Stellenbosch Triennale recently announced the first 20 participating artists for its inaugural edition, taking place from 11 February to 30 April 2020 at destinations in Stellenbosch.
The curator’s exhibition curated by chief curator Khanyisile Mbongwa with two Triennale curators Bernard Akoi-Jackson and Nontobeko Ntombela draws on the Triennale’s overarching theme “Tomorrow There will Be More of Us”.
The exhibition will present contemporary art from Africa in a critical dialogue with the society that fosters and exhibits it.
The list of African artists selected by Mbongwa and her co-curators informs the major theme. Artists are set to present works that investigate the possibility of healing through engaging with a divided past, the collective present and imagined futures.
Responding to the nature of the collective destined for the curator’s exhibition, Mbongwa says: “African creatives confront us with what is possible for a renewal to happen, using art as a lens, a course correction, a stimulus for curiosity and imagination.
“Through the Triennale we bring work from the continent to the southernmost tip as an intersection of time – where the past, present and future are in dialogue.”
All Triennale artists are of international standing, the exhibition representing a body of inspiring talent, artists whose works are now found in museums internationally, curated into biennials, and are housed in important private collections around the world.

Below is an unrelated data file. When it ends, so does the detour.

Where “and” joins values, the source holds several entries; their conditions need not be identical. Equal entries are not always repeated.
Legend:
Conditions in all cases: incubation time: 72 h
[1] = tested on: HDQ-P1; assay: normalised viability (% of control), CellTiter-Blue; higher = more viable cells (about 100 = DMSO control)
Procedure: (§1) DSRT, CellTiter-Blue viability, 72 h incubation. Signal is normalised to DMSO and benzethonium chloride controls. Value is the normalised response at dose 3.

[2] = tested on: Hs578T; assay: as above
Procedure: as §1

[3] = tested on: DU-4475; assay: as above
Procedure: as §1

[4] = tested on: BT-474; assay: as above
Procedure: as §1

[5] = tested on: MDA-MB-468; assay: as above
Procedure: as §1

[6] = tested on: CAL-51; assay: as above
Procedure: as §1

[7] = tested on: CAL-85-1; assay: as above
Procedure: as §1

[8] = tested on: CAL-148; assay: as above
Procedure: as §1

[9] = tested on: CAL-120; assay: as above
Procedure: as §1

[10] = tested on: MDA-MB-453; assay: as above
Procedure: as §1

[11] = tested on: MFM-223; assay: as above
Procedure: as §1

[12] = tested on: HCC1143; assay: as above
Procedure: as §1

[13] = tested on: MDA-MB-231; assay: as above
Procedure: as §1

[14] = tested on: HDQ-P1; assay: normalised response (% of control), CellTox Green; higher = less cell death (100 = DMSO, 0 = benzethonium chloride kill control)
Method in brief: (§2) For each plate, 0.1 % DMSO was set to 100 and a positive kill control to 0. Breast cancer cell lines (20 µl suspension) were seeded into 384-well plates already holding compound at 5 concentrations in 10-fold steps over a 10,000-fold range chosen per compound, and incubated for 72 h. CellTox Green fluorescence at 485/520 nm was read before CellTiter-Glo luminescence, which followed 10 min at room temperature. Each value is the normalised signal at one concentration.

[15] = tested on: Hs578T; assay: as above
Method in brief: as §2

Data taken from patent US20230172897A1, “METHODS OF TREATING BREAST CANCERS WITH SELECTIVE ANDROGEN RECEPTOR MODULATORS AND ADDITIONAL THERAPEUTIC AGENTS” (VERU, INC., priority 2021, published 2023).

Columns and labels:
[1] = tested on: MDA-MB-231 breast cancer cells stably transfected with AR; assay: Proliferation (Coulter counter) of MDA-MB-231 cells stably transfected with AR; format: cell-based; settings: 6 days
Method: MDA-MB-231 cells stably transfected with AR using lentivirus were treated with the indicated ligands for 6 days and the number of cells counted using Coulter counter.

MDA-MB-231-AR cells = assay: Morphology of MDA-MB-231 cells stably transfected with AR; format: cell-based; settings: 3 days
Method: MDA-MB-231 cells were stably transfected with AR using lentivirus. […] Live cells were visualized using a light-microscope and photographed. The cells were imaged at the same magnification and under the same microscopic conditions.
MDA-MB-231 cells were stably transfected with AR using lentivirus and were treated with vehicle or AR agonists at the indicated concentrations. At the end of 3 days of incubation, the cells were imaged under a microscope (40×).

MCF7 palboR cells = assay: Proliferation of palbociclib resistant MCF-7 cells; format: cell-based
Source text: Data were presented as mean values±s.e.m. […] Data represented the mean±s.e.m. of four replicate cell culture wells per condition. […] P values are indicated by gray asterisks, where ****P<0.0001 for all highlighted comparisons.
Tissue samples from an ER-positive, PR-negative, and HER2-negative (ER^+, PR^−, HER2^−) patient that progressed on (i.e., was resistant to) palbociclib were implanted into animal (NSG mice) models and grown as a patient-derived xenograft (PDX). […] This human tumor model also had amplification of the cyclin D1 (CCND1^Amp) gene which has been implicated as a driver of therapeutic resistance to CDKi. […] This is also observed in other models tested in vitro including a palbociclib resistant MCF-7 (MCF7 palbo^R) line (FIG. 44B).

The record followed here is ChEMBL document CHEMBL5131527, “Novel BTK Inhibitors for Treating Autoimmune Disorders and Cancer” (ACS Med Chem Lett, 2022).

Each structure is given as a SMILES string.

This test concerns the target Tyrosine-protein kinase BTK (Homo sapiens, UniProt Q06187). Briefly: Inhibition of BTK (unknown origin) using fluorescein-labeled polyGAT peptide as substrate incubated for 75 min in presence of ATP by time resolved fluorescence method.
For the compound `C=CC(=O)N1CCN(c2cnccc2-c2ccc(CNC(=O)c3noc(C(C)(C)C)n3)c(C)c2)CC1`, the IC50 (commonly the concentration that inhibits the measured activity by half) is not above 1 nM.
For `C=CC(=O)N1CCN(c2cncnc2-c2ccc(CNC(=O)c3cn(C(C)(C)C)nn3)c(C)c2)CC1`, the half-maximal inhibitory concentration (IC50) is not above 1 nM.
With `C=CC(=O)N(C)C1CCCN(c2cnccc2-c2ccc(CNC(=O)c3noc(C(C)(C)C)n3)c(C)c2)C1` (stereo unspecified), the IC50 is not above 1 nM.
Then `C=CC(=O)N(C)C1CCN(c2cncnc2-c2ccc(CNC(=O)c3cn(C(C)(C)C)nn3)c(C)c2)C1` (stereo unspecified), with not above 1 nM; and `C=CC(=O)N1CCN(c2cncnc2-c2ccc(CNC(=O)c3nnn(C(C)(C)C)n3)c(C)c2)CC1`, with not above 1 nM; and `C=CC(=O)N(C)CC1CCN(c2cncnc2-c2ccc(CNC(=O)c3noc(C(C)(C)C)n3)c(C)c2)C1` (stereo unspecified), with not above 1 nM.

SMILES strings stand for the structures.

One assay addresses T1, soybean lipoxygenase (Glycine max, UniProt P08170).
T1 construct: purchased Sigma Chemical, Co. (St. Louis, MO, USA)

Artists in the official selection of the Stellenbosch Triennale 2020, entitled “Tomorrow There will be More of Us”, are Bronwyn Katz (South Africa), Donna Kukama (South Africa), Euridice Kala (Mozambique), Hellen Nabukenya (Uganda), Ibrahim Mahama, (Ghana), Igshaan Adams (South Africa), Kaloki Nyamai (Kenya), Kelvin Haizel (Ghana), Kivu Ruhorahoza (Rwanda), Mongezi Ncaphayi (South Africa), Nástio Mosquito (Angola), Patrick Bongoy (DR Congo), Reshma Chhiba (South Africa) and Ronald Muchatuta (Zimbabwe).
Also to be exhibited are the works of Sethembile Msezane (South Africa), Stacey Gillian Abe (Uganda), Tracey Naa Koshie Thompson (Ghana), Victor Ehikhamenor (Nigeria), Wura-Natasha Ogunji (Nigeria) and Zyma Amien (South Africa).
The curator’s exhibition, which will be housed at The Woodmill and surrounding precincts, will provide a gateway to the other platforms of the Triennale.
The Stellenbosch Triennale is set to offer a collective example of contemporary African art representing individuals from the continent who are also at the forefront of contemporary art globally.